House Speaker Nancy Pelosi of Calif., speaks during a news conference on Capitol Hill in Washington, Thursday, May 28, 2020. …
House Speaker Nancy Pelosi of Calif., speaks during a news conference in Washington, May 28, 2020.

WASHINGTON - U.S. House Democrats cancelled a scheduled vote on a controversial set of surveillance authorization measures Thursday, citing the threat of a presidential veto looming over their efforts to pass the Foreign Intelligence Surveillance Act (FISA).

“The Administration — particularly some in the Justice Department — would like nothing better than to not have a bill,” House Speaker Nancy Pelosi said in a statement Thursday. “Without a bill, there would be none of the bill’s important protections for civil liberties. Without a bill, there would be all the leeway in the world not to protect Americans’ privacy. Clearly, because House Republicans have prioritized politics over our national security.”

But the FISA bill, which had passed the Republican-majority U.S. Senate earlier this month in a bipartisan 80-16 vote, faced challenges from both parties when the Democratic-majority U.S. House added amendments.

Changes in the House version caused the U.S. Department of Justice to withdraw support for the bill Wednesday, threatening a veto from President Donald Trump.

“Given the cumulative negative effect of these legislative changes on the Department’s ability to identify and track terrorists and spies, the Department must oppose the legislation now under consideration in the House. If passed, the Attorney General would recommend that the President veto the legislation,” Assistant Attorney General Stephen Boyd said in a statement.

The law establishing procedures for surveillance of foreign powers or foreign agents has drawn criticism from defenders of civil liberties, who seek protections for American citizens who may be subject to unlawful searches.

Senate Intelligence Committee member Sen. Ron Wyden, D-Ore. questions CIA Director John Brennan on Capitol Hill in Washington, Feb. 9, 2016.

At issue was an amendment by Democratic Senator Ron Wyden that was defeated by just one vote in the U.S. Senate but added by Democratic Representative Zoe Lofgren in the version under consideration in the House.

“As the overwhelming bipartisan majority of the U.S. Senate has demonstrated, Americans do not want the government looking at the websites they visit, the YouTube videos they watch and the internet searches they conduct without a warrant,” Wyden said in a statement Tuesday applauding the addition of the Lofgren amendment.

“The House language protects U.S. persons with the same clear blanket prohibition provided by my Senate amendment. That means that it doesn’t matter if the government specifically intends to collect U.S. person records or not. Nor does the government get to decide when it is ‘reasonable’ to believe it is not collecting U.S. person records. If the person whose web browsing or internet searches are of interest could be a U.S. person, the collection is prohibited.”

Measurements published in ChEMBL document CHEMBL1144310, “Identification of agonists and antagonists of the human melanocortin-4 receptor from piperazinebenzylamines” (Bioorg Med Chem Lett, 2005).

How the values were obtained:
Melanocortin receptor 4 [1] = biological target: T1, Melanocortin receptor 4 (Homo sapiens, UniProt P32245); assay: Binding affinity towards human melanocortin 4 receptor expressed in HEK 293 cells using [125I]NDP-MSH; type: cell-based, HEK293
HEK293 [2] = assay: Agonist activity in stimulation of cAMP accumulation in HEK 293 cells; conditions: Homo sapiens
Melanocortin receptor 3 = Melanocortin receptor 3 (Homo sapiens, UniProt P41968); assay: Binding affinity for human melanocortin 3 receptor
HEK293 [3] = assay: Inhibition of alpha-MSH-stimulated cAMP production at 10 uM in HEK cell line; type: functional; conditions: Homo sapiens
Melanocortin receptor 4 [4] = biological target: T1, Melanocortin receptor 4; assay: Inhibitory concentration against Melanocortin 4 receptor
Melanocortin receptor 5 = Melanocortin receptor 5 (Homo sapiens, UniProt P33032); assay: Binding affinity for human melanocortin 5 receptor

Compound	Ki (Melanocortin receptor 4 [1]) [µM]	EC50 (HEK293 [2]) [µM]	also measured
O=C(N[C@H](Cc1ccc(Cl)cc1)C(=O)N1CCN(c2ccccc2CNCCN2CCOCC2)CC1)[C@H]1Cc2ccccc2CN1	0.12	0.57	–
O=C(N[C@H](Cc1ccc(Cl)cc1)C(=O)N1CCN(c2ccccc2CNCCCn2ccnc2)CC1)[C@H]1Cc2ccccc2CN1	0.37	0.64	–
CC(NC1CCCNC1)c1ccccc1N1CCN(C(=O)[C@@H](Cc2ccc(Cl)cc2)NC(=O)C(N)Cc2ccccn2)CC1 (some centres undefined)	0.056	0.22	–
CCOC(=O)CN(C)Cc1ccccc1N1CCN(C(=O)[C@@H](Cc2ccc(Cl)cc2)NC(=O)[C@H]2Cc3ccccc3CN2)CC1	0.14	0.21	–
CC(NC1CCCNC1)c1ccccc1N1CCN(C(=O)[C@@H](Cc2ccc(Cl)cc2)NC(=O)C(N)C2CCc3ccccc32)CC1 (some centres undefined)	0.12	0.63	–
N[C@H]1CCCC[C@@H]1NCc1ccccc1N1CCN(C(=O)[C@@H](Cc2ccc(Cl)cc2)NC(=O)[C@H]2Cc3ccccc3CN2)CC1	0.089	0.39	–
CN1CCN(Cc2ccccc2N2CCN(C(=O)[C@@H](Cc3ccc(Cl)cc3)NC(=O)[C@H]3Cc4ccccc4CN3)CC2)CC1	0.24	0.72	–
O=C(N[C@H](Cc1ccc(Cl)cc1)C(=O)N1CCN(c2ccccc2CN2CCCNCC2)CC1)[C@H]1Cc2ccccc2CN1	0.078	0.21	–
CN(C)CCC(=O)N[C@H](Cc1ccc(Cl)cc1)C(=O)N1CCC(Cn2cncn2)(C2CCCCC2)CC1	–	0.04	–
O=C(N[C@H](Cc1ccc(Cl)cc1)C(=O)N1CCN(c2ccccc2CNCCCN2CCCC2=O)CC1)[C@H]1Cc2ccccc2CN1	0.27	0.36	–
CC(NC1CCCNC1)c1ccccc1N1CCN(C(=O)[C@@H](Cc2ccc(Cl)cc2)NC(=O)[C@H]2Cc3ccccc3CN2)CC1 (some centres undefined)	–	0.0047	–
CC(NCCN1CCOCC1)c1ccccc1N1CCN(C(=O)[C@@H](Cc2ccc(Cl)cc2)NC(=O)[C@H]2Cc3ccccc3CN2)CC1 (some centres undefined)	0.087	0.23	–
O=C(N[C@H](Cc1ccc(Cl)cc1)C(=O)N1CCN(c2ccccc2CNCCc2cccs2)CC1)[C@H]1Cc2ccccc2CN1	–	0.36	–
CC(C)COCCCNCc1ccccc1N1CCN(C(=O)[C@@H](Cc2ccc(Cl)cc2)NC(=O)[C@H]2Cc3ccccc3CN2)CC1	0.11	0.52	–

The shift by the DOJ follows a Trump tweet Tuesday night calling on House Republicans to vote against the bill.

“I hope all Republican House Members vote NO on FISA until such time as our Country is able to determine how and why the greatest political, criminal, and subversive scandal in USA history took place!” Trump tweeted.

President Donald Trump speaks at an event in the Rose Garden White House, May 26, 2020, in Washington.

Trump has alleged the FISA program was used illegally to spy on members of his 2016 presidential campaign in a bid to prevent him from winning the presidency. He had already tweeted a veto threat relating to an earlier House-passed version of the bill this past March.

A DOJ investigation found last year the Federal Bureau of Investigation (FBI) had committed errors in its investigation into Russian interference into the 2016 election, including mistakes in an application to put former Trump campaign adviser Carter Page under surveillance. However, the investigation did not find any evidence of political bias as Trump alleges.

“It was used for surveillance on Americans and every day we learn something more. Shouldn’t we take an opportunity to correct that? Lo and behold the Speaker is now coming to the same position I told them would be best a couple of days ago,” House Minority Leader Kevin McCarthy told reporters Thursday.

House Republican Leader Kevin McCarthy, D-Calif., speaks to reporters at his weekly news conference at the Capitol in Washington, July 25, 2019.

McCarthy announced Republican opposition to the bill Wednesday, calling for more time to reach bipartisan consensus.

“I'm interested in making sure the FISA court has reformed and able to sustain itself, that it's looking at foreigners, not Americans,” McCarthy told reporters Wednesday.

Progressive Democrats also reportedly had concerns about the legislation, spelling trouble for the bill attaining the numbers needed for passage.    

Pelosi said Thursday lawmakers would continue to work on the legislation to insure it passes with a veto-proof majority.